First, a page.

Wednesday, December 19, 2007

"Straw Man" says Clemens isn't a juicer.... My thoughts??

I just got done watching Darryl Strawberry on "The O'Reilly Factor" on FOX NEWS. The "Straw Man" says Roger Clemens is innocent and Bill O'Reilly(surprisingly or not so surprisingly) agrees with Strawberry but it seems they agree for different reasons. Strawberry is basing his opinion on the fact that he played against Clemens on the same field and feels he is a guy of integrity. O'Reilly took the perspective of "Innocent until proven guilty."

I'd hate to ever agree with O'Reilly, but he make a good point. Clemens has been convicted in the media. Lets take a moment to think about why this is happening. You have this cloud that's been hanging over the game for the past few years thanks in large part to Barry Bonds and his continued denials on whats been documented as pretty lengthy performance-enhancing drug use. You combine that with the collective holding of one's breath that was forced on us by the 20 month investigation which culminated in the releasing of the Mitchell Report and you have a media that's out for blood.

I was one of the members of the media who received the long-awaited report just seconds before Senator George Mitchell stated his findings. And the goal of the media was clear: FIND NAMES

Nothing else mattered. The impact on kids, the impact on players and the impact on the game and its history were an afterthought. All we did was scan for the names. And when we found the big ones, we immediately started texting our respective media bases to tell them which ones we found. Forget what it said in terms of the evidence against the players listed. All we wanted were the names. That's what was sensational and that's what would grab headlines.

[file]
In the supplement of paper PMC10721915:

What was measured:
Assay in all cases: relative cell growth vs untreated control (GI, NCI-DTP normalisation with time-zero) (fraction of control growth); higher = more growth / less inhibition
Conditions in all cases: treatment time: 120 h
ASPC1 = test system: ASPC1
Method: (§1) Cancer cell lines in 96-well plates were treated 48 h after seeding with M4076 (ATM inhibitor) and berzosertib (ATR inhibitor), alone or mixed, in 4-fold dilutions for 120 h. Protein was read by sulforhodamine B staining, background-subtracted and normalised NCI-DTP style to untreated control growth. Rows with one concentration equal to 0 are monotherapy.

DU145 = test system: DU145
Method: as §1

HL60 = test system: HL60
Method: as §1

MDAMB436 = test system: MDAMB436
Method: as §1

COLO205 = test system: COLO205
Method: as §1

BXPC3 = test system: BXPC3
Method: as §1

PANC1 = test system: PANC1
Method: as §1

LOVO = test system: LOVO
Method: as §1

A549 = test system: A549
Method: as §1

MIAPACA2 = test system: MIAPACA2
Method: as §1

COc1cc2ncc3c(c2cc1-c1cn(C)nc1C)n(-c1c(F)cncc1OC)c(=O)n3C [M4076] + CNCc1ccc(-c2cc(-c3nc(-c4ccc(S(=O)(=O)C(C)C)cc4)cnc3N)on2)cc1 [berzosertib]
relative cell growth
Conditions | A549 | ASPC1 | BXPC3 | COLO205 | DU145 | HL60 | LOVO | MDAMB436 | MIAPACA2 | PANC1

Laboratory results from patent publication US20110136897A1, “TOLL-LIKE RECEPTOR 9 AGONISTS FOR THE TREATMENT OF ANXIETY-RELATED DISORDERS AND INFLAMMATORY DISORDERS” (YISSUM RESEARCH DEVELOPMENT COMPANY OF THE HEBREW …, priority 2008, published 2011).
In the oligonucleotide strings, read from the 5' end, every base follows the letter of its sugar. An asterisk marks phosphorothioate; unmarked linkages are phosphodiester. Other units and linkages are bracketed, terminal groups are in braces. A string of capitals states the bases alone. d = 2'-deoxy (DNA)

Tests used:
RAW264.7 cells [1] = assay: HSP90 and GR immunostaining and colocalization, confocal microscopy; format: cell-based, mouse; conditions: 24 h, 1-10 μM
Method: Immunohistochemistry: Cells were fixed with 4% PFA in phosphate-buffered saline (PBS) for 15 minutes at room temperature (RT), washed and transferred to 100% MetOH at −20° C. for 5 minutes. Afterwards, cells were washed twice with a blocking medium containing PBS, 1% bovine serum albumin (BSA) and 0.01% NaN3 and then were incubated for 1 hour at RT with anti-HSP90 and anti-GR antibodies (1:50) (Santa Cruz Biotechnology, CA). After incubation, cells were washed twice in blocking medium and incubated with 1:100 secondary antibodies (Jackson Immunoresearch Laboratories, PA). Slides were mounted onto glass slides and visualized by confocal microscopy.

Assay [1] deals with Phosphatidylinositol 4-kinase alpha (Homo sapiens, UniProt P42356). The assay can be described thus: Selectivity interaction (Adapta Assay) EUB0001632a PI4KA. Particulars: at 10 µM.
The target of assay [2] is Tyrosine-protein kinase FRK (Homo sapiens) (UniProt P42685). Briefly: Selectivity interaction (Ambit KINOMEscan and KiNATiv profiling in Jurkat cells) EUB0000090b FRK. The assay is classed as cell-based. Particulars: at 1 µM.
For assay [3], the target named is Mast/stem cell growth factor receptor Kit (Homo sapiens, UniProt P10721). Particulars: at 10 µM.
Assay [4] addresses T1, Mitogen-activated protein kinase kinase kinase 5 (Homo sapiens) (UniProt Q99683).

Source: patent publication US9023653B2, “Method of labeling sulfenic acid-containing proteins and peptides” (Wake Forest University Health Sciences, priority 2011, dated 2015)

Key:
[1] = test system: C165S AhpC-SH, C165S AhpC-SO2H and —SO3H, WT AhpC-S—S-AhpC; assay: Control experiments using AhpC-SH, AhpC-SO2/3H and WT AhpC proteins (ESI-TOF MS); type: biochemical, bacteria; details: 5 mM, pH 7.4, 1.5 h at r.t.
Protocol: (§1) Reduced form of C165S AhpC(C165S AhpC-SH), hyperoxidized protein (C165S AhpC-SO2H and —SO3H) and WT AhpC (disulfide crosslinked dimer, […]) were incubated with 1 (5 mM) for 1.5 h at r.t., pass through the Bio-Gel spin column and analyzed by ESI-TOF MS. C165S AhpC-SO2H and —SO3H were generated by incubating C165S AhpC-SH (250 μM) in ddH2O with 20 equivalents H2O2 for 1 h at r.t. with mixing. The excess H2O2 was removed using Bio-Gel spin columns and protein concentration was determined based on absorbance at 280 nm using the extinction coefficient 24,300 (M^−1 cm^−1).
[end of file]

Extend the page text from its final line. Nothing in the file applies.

Who knows what kind of pressure was put on the two trainers that served as the major source for the Mitchell Report. In some cases we have cancelled checks. In others we have packing slips. In the case of Clemens we have one persons word versus another. And the last time I checked, it would take a lot more than that to convict someone in a court of law. Now granted, this is not a court of law and its largely a court of public opinion and when all is said and done, peoples careers and their legacies will be based on the opinions of a selected few in the form of the Baseball Writers Association.

I do not have a HOF vote. Maybe someday I will but its unlikely. Based on the information I have in front of me, Roger Clemens is still going to the Hall of Fame. I don't have a single positive steroid test or any test for that matter that shows he had an illegal substance in his system. The same cannot be said for Barry Bonds. So before you start to say it's a "white and black thing," take that into consideration for moment. All I have is one trainers word. From accounts I have read on the Mitchell Report, trainers were the most vulnerable to brow-beating from the staff put together to investigate on behalf of Senator Mitchell. The trainers unlike players(who have the MLBPA) were often questioned for lengthy periods of time and forced to sometimes guess whether or not they thought a player used steroids. How admissible would that be in a court of law??

Just because I believe Roger Clemens is a Hall of Famer doesn't mean I believe he is absolved. It just means that as of today, I don't have enough evidence(circumstantial or otherwise) to say a guys whole body of work should be thrown out the door because of the word of one person. But I will say this: Should further evidence come out(circumstantial or otherwise) that proves "The Rocket" did indeed use the juice, I will use my bully pulpit(the airwaves at ESPN Radio) to ensure he never gain acceptance into Cooperstown......... That is unless he buys a ticket like the rest of us.